Why architects love dystopias
There was a great article in The Observer on Sunday, reprinting a piece that the author Anthony Burgess had written about the influence on him of Fritz Lang’s film Metropolis. It was, he wrote, the film that changed his life, when he saw it as a little boy, and this was because of its strong visual effect on him. He wrote that the ‘pasteboard architecture chills because of its beauty: the Paternoster Tower has, in its structure as well as its name, a biblical resonance, a cathedral-like quality which announces a new religion.’
When I worked at The Architects’ Journal and we surveyed architects about their favourite film, they always plumped for Bladerunner. I hadn’t seen it then, and when I finally did I was surprised because the architecture, like everything else, was so yistopian. And of course the archetypical architecture film, even though it is kitsch and unintentionally funny, is The Fountainhead, with an architect as villain.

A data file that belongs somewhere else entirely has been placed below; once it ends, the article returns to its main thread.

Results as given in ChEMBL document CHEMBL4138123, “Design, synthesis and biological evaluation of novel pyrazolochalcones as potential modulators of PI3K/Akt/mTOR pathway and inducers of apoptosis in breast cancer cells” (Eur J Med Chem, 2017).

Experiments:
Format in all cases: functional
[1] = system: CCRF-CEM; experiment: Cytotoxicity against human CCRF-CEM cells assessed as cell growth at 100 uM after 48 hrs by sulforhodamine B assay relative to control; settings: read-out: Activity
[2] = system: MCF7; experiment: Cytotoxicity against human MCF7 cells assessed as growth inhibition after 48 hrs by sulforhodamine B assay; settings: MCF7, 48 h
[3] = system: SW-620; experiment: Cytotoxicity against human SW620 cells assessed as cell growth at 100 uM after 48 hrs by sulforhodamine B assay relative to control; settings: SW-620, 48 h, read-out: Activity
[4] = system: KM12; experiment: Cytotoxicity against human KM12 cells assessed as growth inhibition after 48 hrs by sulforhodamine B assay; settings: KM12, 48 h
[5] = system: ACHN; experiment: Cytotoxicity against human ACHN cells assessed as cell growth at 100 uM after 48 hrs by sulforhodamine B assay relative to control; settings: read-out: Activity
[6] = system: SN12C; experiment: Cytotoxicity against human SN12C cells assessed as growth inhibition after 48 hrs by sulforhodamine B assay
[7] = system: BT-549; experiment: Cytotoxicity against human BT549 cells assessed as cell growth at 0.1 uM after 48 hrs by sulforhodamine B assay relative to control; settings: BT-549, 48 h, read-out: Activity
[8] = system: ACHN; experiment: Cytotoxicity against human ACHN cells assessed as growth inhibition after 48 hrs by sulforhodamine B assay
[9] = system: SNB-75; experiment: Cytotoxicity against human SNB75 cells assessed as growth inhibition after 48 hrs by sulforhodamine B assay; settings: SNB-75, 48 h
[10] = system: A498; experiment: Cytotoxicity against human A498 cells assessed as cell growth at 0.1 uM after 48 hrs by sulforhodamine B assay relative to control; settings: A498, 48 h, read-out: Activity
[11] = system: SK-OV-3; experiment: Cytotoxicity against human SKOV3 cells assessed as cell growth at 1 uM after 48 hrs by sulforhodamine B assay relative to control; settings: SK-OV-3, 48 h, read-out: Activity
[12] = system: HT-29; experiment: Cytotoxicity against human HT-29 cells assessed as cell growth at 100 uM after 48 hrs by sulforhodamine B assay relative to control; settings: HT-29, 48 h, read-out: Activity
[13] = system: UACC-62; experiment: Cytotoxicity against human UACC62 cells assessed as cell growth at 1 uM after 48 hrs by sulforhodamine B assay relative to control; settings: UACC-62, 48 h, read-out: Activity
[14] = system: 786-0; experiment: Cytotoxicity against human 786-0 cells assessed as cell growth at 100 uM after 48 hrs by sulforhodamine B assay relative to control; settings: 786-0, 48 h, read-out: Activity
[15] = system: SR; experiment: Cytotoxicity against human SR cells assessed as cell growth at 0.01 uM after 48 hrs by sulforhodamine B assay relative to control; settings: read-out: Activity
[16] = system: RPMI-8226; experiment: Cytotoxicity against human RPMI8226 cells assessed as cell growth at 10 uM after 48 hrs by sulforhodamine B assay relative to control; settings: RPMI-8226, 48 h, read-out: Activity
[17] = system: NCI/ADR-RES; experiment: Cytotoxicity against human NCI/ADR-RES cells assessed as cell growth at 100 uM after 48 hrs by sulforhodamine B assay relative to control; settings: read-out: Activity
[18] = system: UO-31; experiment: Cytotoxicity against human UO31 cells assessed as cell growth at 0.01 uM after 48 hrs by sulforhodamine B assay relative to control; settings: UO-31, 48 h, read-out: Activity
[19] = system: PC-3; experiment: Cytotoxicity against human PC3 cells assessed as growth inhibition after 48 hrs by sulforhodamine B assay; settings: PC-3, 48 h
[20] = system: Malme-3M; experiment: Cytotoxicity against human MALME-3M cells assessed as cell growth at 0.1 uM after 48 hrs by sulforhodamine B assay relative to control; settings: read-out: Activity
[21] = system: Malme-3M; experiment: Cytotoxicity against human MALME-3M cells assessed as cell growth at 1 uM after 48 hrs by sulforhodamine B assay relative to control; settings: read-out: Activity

Why do architects love these stories so? Why do they thrill? In real life there is a lot of excellent, considered, clever and non-megalomaniac architecture but its creation would be the plot of only the most milk-and-water romcom. We all love stories, and stories about ourselves. And perhaps, put simply, we all have a fantasy that says, that if we can’t be very, very good, we can at least be very, very bad. It’s either that, or the old-fashioned seduction of power.
Great films though.